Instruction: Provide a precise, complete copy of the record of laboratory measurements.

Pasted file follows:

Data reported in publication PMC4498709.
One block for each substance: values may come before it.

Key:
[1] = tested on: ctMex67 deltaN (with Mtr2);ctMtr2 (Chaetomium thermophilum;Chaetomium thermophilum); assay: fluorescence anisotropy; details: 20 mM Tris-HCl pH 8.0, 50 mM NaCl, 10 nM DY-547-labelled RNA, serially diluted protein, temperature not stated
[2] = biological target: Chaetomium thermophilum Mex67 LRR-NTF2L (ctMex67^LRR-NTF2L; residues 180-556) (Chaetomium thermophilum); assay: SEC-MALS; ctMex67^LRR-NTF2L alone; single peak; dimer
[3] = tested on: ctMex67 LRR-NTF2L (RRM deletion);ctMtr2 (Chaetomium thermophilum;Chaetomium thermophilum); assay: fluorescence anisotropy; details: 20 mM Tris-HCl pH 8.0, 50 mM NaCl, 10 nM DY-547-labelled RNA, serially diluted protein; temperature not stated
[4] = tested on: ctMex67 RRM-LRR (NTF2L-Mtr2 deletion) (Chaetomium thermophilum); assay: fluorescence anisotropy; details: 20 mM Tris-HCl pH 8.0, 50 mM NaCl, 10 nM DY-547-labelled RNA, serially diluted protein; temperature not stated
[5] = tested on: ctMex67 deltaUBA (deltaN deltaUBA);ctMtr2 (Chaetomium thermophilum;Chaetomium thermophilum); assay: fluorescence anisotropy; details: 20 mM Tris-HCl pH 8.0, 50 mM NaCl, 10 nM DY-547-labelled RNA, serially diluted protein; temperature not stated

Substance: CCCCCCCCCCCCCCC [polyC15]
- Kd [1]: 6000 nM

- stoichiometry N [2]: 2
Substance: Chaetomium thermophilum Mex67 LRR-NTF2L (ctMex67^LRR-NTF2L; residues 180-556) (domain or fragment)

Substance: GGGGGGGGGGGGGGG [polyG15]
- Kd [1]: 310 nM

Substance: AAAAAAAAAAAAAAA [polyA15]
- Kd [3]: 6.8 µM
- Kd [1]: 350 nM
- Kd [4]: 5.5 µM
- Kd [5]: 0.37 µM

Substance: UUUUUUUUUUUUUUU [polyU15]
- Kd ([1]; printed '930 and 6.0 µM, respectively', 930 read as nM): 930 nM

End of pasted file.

Data reported in publication PMC4498709.
One block for each substance: values may come before it.

Key:
[1] = tested on: ctMex67 deltaN (with Mtr2);ctMtr2 (Chaetomium thermophilum;Chaetomium thermophilum); assay: fluorescence anisotropy; details: 20 mM Tris-HCl pH 8.0, 50 mM NaCl, 10 nM DY-547-labelled RNA, serially diluted protein, temperature not stated
[2] = biological target: Chaetomium thermophilum Mex67 LRR-NTF2L (ctMex67^LRR-NTF2L; residues 180-556) (Chaetomium thermophilum); assay: SEC-MALS; ctMex67^LRR-NTF2L alone; single peak; dimer
[3] = tested on: ctMex67 LRR-NTF2L (RRM deletion);ctMtr2 (Chaetomium thermophilum;Chaetomium thermophilum); assay: fluorescence anisotropy; details: 20 mM Tris-HCl pH 8.0, 50 mM NaCl, 10 nM DY-547-labelled RNA, serially diluted protein; temperature not stated
[4] = tested on: ctMex67 RRM-LRR (NTF2L-Mtr2 deletion) (Chaetomium thermophilum); assay: fluorescence anisotropy; details: 20 mM Tris-HCl pH 8.0, 50 mM NaCl, 10 nM DY-547-labelled RNA, serially diluted protein; temperature not stated
[5] = tested on: ctMex67 deltaUBA (deltaN deltaUBA);ctMtr2 (Chaetomium thermophilum;Chaetomium thermophilum); assay: fluorescence anisotropy; details: 20 mM Tris-HCl pH 8.0, 50 mM NaCl, 10 nM DY-547-labelled RNA, serially diluted protein; temperature not stated

Substance: CCCCCCCCCCCCCCC [polyC15]
- Kd [1]: 6000 nM

- stoichiometry N [2]: 2
Substance: Chaetomium thermophilum Mex67 LRR-NTF2L (ctMex67^LRR-NTF2L; residues 180-556) (domain or fragment)

Substance: GGGGGGGGGGGGGGG [polyG15]
- Kd [1]: 310 nM

Substance: AAAAAAAAAAAAAAA [polyA15]
- Kd [3]: 6.8 µM
- Kd [1]: 350 nM
- Kd [4]: 5.5 µM
- Kd [5]: 0.37 µM

Substance: UUUUUUUUUUUUUUU [polyU15]
- Kd ([1]; printed '930 and 6.0 µM, respectively', 930 read as nM): 930 nM